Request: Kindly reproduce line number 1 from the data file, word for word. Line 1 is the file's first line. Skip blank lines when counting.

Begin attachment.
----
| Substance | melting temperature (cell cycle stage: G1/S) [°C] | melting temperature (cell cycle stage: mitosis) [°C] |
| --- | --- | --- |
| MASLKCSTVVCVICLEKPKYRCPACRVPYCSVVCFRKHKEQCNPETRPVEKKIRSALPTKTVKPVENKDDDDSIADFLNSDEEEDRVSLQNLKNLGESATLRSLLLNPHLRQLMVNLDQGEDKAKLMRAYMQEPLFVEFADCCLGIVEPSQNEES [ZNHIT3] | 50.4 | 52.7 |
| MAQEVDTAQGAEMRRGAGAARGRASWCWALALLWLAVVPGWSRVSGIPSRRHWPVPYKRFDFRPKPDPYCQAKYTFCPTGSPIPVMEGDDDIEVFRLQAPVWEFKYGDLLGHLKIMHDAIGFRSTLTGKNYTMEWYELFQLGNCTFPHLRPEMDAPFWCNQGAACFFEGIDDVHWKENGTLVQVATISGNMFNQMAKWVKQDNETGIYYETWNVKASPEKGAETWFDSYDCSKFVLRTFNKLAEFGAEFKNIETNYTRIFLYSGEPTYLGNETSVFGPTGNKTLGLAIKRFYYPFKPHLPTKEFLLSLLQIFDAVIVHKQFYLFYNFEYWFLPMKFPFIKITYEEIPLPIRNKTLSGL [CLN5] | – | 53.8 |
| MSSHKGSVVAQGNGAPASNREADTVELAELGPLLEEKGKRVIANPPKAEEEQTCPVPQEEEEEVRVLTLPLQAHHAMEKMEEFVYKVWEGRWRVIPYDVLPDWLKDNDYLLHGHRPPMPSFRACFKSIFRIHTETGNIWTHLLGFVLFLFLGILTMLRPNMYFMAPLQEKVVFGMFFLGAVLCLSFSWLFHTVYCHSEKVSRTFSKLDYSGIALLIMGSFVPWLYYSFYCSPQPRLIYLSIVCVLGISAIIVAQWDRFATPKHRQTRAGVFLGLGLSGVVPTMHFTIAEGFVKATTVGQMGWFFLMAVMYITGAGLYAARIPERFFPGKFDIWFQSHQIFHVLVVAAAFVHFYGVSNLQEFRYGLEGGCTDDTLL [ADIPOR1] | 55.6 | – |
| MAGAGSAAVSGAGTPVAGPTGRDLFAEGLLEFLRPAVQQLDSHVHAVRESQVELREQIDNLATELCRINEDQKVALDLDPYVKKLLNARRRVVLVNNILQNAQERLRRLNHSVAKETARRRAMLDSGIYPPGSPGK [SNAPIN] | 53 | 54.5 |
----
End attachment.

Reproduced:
| Substance | melting temperature (cell cycle stage: G1/S) [°C] | melting temperature (cell cycle stage: mitosis) [°C] |